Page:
Slumber Party Barbie: Always in Fashion?

A young girl plays with Barbies and other dolls, 2012.

Courtesy of Sabina von Kessel/Wikimedia.

The year is 1965, and it’s a little girl’s 6th birthday. As she unwraps present after present, she squeals with delight as the treasures pile up. A new hair comb, a warm pair of gloves, hair ribbons, and a set of colored pencils are among the riches from her friends and family. Finally one gift remains, wrapped in pink paper and tied with a purple bow. The little girl races to unwrap it and gasps when she sees what the package contains. It’s Slumber Party Barbie™ and she couldn’t be more thrilled. All of the girls in her class have the doll, and now she can’t wait to bring her new Barbie in to school to show them! With the silky haired icon comes an accessory set including a pink satin robe, hair curlers and a pajama set. But what Barbie would be complete without a matching pink scale permanently set at 110 lbs. to keep her slim and fit? Oh and better yet, Slumber Party Barbie™ comes with her very own diet book, solely containing the advice “Don’t eat!”

That 6-year-old girl was my aunt and she, like the other women from her generation, grew up receiving a very strict message from society about the definition of beauty. This message could be both obvious (“Don’t eat!”) and subtle (the slenderness of Barbie’s body, her scale a stern warning to maintain one’s girlish figure). As a result of this message, little girls grew up feeling badly about themselves for being “lesser” and “not as pretty” as the plastic playmates they idolized.

In the many years that have passed since 1965, things have changed. Well, at least on the surface. Images of different races, body types, ethnicities, sexual preferences, and social classes offered to society by the media are proof of that. But still, the default definition of beautiful seems, beneath the changes, to be the same. Try doing a Google Image search of the phrase “beautiful girl” and what pops up? Images of slender, mostly white girls with long silky hair posing in often seductive positions. These images are not ones that represent how the majority of the women in the country look, but they do affect them by suggesting that their bodies are flawed.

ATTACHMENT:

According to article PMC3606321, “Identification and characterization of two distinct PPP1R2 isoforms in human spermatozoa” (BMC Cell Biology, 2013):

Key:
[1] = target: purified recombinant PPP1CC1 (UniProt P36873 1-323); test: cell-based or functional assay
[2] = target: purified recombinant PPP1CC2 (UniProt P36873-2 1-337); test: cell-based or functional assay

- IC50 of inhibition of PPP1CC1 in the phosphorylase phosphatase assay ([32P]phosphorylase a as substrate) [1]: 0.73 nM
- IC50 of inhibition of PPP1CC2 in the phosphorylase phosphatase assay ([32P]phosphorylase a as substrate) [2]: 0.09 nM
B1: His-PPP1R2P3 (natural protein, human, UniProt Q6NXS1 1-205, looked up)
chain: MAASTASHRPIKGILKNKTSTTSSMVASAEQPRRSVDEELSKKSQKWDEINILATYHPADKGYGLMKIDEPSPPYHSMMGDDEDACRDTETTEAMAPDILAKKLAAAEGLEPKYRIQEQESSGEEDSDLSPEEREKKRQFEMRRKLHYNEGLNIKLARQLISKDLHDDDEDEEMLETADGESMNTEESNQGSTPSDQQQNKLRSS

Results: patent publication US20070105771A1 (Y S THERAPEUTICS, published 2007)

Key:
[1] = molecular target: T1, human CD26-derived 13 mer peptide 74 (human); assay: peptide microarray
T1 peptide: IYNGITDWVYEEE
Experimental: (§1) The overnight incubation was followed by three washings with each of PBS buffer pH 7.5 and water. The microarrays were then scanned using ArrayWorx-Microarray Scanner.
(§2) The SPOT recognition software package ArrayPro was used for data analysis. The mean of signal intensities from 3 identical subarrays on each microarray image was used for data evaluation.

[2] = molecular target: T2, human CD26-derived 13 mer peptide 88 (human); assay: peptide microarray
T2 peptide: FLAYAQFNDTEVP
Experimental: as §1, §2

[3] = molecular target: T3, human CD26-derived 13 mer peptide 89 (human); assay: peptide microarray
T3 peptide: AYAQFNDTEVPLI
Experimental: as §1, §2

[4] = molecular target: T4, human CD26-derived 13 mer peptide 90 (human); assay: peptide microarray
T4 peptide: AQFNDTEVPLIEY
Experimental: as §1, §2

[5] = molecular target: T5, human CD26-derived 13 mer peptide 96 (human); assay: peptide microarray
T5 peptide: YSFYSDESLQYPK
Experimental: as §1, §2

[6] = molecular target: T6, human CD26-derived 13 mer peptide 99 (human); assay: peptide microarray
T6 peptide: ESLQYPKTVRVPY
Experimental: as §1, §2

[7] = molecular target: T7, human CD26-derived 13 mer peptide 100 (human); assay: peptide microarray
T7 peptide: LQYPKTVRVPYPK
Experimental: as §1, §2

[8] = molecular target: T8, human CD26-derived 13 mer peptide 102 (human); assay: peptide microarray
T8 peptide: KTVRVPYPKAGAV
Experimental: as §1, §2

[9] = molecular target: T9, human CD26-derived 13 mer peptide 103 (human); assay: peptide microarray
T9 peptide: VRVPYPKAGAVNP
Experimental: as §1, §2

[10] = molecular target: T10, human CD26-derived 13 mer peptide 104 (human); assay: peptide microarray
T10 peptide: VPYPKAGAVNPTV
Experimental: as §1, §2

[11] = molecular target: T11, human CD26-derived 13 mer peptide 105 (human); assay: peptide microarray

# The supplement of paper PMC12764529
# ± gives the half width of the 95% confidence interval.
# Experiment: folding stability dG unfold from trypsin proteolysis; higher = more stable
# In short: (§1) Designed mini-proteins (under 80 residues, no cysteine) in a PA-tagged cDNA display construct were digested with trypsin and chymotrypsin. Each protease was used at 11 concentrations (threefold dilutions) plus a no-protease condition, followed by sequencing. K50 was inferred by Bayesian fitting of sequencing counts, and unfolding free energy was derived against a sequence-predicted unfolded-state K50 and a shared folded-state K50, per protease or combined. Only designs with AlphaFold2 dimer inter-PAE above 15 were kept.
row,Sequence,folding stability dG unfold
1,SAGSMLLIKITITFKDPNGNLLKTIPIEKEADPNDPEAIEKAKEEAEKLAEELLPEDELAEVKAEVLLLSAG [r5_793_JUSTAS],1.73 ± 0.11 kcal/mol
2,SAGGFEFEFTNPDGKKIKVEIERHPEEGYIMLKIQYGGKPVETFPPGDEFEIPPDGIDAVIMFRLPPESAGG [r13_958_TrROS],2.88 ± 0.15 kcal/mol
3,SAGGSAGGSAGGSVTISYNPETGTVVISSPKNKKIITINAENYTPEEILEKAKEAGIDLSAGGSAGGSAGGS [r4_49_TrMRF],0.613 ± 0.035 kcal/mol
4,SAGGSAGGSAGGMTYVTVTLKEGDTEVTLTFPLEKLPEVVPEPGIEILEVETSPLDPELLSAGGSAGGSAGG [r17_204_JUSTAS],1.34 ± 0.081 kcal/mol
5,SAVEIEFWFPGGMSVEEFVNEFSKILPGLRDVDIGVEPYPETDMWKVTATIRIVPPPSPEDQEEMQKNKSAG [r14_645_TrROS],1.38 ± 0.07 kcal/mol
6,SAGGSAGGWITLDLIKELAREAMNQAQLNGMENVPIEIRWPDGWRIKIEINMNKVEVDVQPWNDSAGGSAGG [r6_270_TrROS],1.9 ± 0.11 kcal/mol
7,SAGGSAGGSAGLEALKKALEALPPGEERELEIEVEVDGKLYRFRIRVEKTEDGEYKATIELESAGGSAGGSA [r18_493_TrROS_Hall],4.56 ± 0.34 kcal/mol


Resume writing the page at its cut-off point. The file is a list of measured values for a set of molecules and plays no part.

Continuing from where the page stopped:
The problem with today’s fashion industry, the purveyor of many of these images, is that it is heavily influenced by a narrow, male-centric standard of beauty. It seems that those who grew up with Slumber Party Barbie™ were profoundly affected by what the doll embodied. Commercials, advertisements and movies that objectify women are more often than not catering to men and their desire to see women in a certain way. Now, this isn’t saying that men are the sole perpetrators of this. Women have internalized a male perspective of what attractive women ought to look like. Such narrow views of beauty undermine the self-esteem of women who don’t fit into those categories, and instill damaging lessons within children, as seen by our friend Barbie and her trusty diet book and scale. The destructive messages produced by the fashion industry also affect men. They stop men from being able to search and learn how to define “beauty” on their own terms, when it comes to women and relationships.

Because of the objectification and exploitation that accompanies the fashion industry, it’s intriguing that it is run by so many women who work as designers, photographers, editors, and of course, models. Is it possible to be a feminist while working in this industry? And if so, how come so many women and feminists do so? An article by Minh-Ha T. Pham entitled “If the Clothes Fit: A Feminist Takes on Fashion” (Ms. Blog) answers that question. Pham argues, “If feminists ignore fashion, we are ceding our power to influence it.” I agree with this statement completely. I think that if feminists turned their back on the fashion industry because of the way it exploits and objectifies women, than they would be giving up the opportunity to use its influence as a way of bettering the way women are viewed in society.

Although I am not currently a feminist in the fashion industry, I can imagine being one. I can imagine sitting down to a meeting to discuss the latest spring line, or the fall’s hottest shoes. And what I hope would happen is that a conversation ensues, one that asks questions like “Will this radiant dress help a woman to feel confident and powerful?” or “Will this fabulous blue jacket inspire someone to feel proud of their body?” If I am ever lucky enough to have a daughter, I certainly will not be buying her Slumber Party Barbie™, a doll that would teach her that to be “beautiful,” she needs to change. Instead, I’ll be exposing her to as many situations as I can in which powerful women come in all the different shapes, colors, and sizes, all of which should be considered beautiful.

This piece was written as part of JWA’s Rising Voices Fellowship.

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How to cite this page

Kahn, Ellie. "Slumber Party Barbie: Always in Fashion? ." 2 December 2014. Jewish Women's Archive. (Viewed on May 28, 2024) <>.